As she has taken to doing since she passed away last February 25th, my mother once again visited me while I was in the bath. Unlike in life, where her fear of opening doors to the past kept her burdened with sadness, she asked if we could talk about something she’d avoided speaking of all my life.
There are so many truths I could not face when I was your mother of ‘this-world-out-here’ she says. Life was so hard for me and facing those truths only made it feel harder. I was always afraid the truth would break me, she says. I was not as brave as you. I’m sorry.
It was the ‘I’m sorry’ that got me. In life, my mother never, ever apologized. Never.
It was not her way.
My mother’s way was to cling to the picture of being the perfect mother of her dreams. She wanted to give us the world, it’s just the world was so big and scary she had to hold onto the belief she was the perfect mother to keep her fears at bay. It was her fear that blinded her to the beauty of truth in all its sometimes painful manifestations.
To be the perfect mother, she had to hold tight to the belief that the troubles in our relationship were all my fault. I was too outspoken. Too challenging. Critical. Judgemental. Harsh. If there were issues, I created them. I was the one who needed to accept the blame and apologize.
And while I’m not saying I wasn’t all of those things, I also felt she owned some of the issues. I mean, it takes two to tango. Right?
Where my two-to-tango thinking got me in trouble was believing that if she would just once apologize, the past would be set straight, as would my life.
The only way to set the past straight is to let it go.
For me, letting go of the past comes through forgiveness.
I thought I’d done the work. I mean, how much therapy, self-development, journalling, channelling and whatever other process was out there could I throw at myself?
We cannot see what we do not know. I thought I’d done the work and then, my mother apologized and asked if I could forgive her for not protecting me as a child and I discovered a knot of pain, not even her apology could dissolve.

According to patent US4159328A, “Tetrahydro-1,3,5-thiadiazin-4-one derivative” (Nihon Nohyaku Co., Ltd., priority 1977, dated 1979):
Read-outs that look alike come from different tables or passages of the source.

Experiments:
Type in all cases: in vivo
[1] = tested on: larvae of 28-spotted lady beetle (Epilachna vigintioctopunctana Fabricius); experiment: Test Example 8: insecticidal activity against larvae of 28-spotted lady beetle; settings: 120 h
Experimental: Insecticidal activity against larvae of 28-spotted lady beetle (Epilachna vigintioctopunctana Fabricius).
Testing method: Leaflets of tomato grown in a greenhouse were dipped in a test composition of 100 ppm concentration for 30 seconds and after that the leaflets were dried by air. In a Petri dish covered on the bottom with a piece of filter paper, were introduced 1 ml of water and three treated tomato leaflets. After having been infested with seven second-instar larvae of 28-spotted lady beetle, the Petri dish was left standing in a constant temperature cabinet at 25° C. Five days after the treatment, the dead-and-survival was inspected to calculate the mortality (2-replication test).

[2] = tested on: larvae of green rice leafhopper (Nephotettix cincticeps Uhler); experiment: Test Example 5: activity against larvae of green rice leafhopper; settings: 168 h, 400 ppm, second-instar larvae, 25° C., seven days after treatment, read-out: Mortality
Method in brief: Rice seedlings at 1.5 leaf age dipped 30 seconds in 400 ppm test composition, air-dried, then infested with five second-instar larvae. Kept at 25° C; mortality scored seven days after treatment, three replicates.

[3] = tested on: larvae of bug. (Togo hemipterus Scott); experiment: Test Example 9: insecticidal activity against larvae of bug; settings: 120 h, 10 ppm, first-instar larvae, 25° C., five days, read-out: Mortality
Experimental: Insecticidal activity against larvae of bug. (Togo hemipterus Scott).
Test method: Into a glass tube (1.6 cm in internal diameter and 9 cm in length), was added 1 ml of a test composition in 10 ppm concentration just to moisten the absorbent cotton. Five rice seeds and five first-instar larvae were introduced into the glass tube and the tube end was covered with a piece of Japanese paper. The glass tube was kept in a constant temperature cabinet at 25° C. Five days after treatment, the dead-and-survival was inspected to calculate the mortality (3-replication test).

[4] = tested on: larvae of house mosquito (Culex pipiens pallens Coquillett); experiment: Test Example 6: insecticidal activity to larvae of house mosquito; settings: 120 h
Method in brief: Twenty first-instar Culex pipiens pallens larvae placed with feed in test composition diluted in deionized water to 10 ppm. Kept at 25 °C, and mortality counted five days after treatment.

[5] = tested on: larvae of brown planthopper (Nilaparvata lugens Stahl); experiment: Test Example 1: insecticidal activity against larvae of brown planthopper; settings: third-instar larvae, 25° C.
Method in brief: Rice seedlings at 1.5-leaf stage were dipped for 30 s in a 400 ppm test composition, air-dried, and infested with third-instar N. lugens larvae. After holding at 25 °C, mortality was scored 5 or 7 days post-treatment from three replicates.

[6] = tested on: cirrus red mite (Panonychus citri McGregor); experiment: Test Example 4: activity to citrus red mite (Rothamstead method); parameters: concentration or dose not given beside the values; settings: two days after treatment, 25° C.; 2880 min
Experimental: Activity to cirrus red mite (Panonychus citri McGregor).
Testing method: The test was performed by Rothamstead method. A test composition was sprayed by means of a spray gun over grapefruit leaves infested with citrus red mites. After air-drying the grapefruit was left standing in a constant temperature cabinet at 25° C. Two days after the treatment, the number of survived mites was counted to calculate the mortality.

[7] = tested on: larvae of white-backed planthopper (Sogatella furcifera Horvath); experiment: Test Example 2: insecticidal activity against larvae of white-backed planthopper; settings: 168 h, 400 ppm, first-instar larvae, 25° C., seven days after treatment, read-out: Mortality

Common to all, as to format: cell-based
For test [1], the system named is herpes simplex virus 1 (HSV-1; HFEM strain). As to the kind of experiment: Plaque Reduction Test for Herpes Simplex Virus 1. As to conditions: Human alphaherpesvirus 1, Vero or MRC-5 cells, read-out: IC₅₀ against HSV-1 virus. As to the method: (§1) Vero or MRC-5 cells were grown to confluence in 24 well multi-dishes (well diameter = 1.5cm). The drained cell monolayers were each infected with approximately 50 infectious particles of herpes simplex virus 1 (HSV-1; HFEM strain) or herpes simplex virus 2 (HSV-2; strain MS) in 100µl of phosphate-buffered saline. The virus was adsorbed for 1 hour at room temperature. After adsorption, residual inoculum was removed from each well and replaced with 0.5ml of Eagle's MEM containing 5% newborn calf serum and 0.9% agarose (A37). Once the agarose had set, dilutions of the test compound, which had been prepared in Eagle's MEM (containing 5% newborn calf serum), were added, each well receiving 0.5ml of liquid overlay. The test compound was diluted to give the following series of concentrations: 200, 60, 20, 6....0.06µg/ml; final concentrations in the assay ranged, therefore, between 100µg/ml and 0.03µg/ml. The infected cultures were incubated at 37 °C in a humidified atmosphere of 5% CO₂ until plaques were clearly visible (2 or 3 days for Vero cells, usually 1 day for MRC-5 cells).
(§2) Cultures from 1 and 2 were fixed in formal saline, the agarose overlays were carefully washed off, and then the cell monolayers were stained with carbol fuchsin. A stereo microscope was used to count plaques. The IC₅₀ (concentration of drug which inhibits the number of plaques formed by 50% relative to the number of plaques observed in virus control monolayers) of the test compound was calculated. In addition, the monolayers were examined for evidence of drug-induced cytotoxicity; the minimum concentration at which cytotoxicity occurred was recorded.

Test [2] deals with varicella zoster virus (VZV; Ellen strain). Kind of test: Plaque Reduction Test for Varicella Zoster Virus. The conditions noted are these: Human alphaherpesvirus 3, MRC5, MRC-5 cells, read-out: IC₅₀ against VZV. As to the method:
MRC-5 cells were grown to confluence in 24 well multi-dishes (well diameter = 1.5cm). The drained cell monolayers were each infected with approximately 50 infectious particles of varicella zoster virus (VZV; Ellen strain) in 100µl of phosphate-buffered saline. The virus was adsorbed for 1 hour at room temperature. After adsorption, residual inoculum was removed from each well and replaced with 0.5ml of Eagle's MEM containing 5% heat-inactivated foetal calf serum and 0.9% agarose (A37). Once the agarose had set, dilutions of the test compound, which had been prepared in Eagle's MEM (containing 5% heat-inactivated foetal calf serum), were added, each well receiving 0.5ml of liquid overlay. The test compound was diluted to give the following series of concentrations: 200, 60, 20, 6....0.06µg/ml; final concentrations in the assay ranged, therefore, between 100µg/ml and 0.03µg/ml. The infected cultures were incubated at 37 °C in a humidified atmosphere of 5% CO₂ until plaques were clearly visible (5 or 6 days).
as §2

But then, it was never really about her apology. It was about my pain and my holding onto it in unforgiveness.
I cried. A lot. When I felt the knot inside my body. It was lodged somewhere in my esophagus. It hurt.
I want to, I told her. But the words are stuck.
Then practice, she said. Practice saying, I forgive you.
Even that hurt. But I know the wisdom of my mother’s words.
To be free of unforgiveness, I must practice. I forgive you.
This painting comes from my practice. It is a gift from my mother to me. And to my daughters and grandchildren and their children too.
Unforgiveness blocks the beauty from shining bright in the tapestry of our lives. Unforgiveness hinders free passage of the love that weaves us into our family story, the love that forever weaves its way through time, even after our last breath has been tied off on the giant loom of our story.
It is Love that weaves all the colours of the rainbow into the tapestry of life flowing into the story of generations to come. And it is forgiveness that is its warp and weft, muting the pain and sorrow. Tears and fears. Sadness and hurts. Transforming them into Love.
My mother came to visit me. She asked for my forgiveness. Not for me, she said. It’s for you. You must say the words so you can weave an even more beautiful story of your life today that will inspire generations to come.
She was right, this mother of my dreams. There is much beauty in letting go. Especially when threads of forgiveness are woven into the tapestry of your life with Love as the weaver of your story.